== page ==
By: Mackenzie Cranford
Should animal testing be legal?
Although animal testing is somewhat necessary to science, it should not be legalized because it uses animals to find cures that technology can solve, and the animals used are slowly decreasing due to the types of testing.
Animal testing began somewhere around 400 years ago when Michael Anft used animals to observe how blood flows through the body. Many animals now are used to find cures to diseases or to see how harmful a product like lipstick could be to humans. Some people believe that animals don't get hurt when these tests occur, but not many of them make it out of the lab alive. Others know about the fatalities in the research centers that use animals like mice, rabbits, and primates that are more like humans.
Quotes and Commentary
Ryan Ballinger said in Animal Testing is Outdated, Imperfect says, "The Animal Welfare Institute explained that the AWA "applies to animal carriers, handlers, dealers, breeders and exhibitors in addition to research laboratories, and sets minimum standards of care that must be provided for animals--including housing, handling, sanitation, food, water, veterinary care and protection from weather extremes." " He says this because the AWA is supposed to protect the animals that live in the labs but the laws made aren't implied. This causes the animals "covered" by the AWA to usually die before the experiments are over.
In the same article Animal Testing is Outdated, Imperfect, Ryan Ballinger says, "The AWA does protect at least 1,134,693 animals, but leaves about 25 million other animals exposed." He says this to prove that the animals used are not protected. As said above, the animals are supposed to be given proper care, but the research companies make loop holes around these laws so that they don't have to follow them.
Michael Anft in Of Mice and Medicine says, "The outcome isn't always pleasant for animals born into the service of humankind. At some research institutions, more than 70 percent of male mice are killed before weaning." He says this to give proof about the animals used for testing.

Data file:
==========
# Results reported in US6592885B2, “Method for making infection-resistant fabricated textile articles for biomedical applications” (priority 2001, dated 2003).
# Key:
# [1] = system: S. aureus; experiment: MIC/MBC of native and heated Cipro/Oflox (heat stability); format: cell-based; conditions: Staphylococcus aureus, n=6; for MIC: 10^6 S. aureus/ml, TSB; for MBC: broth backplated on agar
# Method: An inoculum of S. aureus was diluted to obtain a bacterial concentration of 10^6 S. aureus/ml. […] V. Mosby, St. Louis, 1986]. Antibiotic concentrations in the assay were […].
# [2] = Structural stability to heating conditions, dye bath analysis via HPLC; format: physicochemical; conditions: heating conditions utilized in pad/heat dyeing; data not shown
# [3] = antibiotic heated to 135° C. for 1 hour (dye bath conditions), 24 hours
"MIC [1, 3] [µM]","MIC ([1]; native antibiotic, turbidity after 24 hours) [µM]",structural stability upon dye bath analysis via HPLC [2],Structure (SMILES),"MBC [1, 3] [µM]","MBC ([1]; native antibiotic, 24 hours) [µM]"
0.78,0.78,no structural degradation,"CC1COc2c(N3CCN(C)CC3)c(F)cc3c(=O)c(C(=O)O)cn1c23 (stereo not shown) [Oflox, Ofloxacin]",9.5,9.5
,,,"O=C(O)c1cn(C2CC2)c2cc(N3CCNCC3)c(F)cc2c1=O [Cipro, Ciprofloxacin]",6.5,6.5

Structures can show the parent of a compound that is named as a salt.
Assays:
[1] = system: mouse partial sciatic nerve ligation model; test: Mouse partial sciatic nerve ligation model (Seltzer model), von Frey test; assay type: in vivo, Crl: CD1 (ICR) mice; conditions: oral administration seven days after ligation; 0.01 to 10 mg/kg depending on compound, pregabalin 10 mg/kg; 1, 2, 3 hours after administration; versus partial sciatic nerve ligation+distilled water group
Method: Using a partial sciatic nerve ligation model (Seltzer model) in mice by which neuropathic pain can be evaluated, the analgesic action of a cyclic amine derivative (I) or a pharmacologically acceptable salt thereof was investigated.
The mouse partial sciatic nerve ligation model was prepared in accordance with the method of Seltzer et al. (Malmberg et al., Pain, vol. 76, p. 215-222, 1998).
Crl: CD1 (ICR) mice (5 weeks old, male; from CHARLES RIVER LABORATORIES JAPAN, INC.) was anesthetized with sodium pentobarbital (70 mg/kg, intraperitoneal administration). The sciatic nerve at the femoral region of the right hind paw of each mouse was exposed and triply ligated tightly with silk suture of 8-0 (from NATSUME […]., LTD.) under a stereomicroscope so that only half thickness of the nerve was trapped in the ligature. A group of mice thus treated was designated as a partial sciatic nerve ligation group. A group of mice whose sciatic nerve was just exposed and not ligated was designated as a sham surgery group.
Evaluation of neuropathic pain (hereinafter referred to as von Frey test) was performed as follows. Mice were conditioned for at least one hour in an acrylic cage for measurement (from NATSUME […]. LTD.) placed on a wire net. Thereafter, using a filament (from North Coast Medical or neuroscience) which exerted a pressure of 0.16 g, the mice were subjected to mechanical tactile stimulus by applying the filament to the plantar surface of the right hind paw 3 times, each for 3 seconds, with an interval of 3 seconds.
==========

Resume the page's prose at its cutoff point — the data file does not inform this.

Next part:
Nicholas St. Fleur in National Institutes of Health to End the Use of Chimpanzees for Research says, "Animal rights activists who have fought for the release of chimpanzees from federal institutions..." He says this to explain that the use of specific animals for experimentation is being affected by animal rights. Later in the article it states how in 2013 most chimps were released because of animal rights.
In Text Overview: Animal Rights it says, "Animal rights advocates believe that animals should not be...used for... experimentation..." It says this as an opinion to show that animals should not be used for the testing done in the research labs.
Frankie L. Trull in Look to Animals to Cure Ebola says, "Scientists rely on animal models to learn about disease processes and develop potential treatments." He says this because animals are sometimes valuable to the research for medicine and cures.
In this picture, the roles of animal testing have been reversed. The mouse and rabbit are "operating" on a human like what would usually occur in a research lab.